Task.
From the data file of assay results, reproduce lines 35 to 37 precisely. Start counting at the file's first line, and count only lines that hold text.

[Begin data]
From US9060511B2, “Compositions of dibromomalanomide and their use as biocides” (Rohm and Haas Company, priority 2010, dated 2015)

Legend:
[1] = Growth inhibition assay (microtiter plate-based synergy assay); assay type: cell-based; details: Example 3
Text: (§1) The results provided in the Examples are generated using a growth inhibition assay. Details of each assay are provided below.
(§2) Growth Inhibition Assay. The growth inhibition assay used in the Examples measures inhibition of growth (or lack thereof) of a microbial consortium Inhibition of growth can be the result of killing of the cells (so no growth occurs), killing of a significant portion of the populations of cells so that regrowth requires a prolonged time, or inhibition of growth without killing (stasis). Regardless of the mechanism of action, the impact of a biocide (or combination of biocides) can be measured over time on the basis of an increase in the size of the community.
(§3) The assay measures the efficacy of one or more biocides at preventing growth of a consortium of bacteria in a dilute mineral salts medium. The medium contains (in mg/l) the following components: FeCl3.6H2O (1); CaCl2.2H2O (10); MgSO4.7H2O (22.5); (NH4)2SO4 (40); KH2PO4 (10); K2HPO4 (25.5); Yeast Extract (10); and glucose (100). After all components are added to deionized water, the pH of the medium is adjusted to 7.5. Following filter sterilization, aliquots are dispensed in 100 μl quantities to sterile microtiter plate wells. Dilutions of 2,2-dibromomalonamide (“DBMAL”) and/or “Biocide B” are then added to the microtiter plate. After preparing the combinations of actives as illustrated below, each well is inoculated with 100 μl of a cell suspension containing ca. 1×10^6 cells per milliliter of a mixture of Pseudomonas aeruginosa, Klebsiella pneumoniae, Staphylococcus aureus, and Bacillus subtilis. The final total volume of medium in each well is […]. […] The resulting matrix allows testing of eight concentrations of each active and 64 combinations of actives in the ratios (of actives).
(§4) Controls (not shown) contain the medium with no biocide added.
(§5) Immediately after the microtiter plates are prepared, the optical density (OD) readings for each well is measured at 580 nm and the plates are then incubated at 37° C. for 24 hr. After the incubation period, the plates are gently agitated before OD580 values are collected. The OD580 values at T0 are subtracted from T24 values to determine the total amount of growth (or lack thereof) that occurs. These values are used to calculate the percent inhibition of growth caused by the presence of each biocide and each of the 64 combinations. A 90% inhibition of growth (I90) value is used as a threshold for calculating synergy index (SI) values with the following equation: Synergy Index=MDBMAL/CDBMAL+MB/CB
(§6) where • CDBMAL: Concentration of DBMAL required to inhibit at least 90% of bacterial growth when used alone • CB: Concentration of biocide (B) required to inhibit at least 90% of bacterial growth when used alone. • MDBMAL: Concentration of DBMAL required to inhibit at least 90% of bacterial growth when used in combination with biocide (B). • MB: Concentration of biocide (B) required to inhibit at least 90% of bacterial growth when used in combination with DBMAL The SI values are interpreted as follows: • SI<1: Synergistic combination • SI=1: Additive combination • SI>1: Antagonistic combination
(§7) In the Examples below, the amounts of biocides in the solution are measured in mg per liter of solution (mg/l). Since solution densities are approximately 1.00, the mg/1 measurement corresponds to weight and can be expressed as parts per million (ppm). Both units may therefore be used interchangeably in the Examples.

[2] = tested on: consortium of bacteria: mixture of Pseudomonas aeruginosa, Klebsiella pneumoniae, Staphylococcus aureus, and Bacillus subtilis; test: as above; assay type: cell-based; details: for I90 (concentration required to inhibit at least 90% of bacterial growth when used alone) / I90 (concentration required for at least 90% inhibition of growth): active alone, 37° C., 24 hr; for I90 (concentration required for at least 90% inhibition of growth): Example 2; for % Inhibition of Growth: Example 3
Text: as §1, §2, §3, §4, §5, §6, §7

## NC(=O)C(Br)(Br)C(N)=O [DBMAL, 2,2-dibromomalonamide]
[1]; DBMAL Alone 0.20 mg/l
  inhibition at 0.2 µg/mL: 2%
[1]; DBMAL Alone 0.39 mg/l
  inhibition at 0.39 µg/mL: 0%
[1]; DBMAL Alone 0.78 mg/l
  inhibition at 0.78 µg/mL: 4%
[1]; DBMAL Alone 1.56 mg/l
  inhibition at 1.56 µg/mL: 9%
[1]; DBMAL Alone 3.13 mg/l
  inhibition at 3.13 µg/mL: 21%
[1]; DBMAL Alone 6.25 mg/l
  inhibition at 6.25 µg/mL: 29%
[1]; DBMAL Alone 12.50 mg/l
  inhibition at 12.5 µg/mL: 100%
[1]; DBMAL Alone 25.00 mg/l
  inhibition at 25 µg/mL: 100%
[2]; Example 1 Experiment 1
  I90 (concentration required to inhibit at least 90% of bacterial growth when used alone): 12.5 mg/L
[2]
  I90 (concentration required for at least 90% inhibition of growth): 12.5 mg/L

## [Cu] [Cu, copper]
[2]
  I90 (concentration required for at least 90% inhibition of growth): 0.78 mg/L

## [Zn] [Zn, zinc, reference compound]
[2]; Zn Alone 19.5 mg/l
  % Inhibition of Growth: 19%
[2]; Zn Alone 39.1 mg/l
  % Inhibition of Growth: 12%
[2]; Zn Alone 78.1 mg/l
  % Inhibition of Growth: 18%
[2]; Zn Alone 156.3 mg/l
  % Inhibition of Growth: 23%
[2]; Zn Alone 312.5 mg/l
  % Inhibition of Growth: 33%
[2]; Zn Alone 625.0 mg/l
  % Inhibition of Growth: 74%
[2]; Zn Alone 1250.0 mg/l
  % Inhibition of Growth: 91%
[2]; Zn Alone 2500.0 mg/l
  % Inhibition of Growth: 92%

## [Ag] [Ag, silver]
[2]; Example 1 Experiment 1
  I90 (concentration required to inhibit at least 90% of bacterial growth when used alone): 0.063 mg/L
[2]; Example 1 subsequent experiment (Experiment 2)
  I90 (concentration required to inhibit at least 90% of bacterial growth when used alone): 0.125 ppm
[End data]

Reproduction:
[2]
  I90 (concentration required for at least 90% inhibition of growth): 0.78 mg/L

## [Zn] [Zn, zinc, reference compound]